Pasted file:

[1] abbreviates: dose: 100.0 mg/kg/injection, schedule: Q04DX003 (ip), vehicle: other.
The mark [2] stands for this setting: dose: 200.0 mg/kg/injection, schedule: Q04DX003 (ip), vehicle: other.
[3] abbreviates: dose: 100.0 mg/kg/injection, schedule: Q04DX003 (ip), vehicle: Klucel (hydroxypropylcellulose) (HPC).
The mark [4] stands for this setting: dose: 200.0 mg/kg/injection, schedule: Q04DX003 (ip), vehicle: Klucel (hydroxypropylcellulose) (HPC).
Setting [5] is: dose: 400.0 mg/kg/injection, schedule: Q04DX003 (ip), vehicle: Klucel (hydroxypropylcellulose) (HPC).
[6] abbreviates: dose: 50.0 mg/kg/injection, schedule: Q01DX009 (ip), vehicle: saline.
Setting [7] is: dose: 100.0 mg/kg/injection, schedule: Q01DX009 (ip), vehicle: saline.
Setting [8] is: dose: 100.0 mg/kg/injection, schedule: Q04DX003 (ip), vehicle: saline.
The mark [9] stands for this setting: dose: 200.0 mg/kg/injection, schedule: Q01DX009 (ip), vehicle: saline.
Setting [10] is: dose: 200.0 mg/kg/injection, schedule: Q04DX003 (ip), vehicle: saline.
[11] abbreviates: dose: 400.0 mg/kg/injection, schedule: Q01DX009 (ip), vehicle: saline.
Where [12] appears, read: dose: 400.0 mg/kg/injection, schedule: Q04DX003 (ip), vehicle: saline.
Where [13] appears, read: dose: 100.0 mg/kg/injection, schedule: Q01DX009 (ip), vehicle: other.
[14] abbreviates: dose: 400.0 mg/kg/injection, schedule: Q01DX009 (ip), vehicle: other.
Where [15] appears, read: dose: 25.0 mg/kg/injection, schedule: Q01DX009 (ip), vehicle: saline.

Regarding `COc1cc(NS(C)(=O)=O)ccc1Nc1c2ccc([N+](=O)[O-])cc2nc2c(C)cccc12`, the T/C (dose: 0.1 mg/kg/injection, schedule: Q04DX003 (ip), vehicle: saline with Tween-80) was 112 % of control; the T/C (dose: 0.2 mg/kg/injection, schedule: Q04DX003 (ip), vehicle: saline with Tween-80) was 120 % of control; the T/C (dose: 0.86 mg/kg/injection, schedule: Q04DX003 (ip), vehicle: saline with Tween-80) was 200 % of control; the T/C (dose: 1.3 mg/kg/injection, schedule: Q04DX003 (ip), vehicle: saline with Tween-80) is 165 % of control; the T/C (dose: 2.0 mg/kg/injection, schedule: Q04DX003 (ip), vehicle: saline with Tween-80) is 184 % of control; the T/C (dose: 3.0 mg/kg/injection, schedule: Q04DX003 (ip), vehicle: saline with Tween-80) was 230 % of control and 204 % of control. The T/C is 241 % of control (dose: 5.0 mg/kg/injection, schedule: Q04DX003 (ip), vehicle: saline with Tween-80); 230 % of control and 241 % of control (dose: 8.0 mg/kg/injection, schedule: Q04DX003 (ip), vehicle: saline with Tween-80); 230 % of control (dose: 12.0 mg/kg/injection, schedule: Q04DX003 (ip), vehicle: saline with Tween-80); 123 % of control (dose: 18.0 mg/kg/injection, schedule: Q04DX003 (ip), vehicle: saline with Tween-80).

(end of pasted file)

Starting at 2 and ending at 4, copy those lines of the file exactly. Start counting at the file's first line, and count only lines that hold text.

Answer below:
The mark [2] stands for this setting: dose: 200.0 mg/kg/injection, schedule: Q04DX003 (ip), vehicle: other.
[3] abbreviates: dose: 100.0 mg/kg/injection, schedule: Q04DX003 (ip), vehicle: Klucel (hydroxypropylcellulose) (HPC).
The mark [4] stands for this setting: dose: 200.0 mg/kg/injection, schedule: Q04DX003 (ip), vehicle: Klucel (hydroxypropylcellulose) (HPC).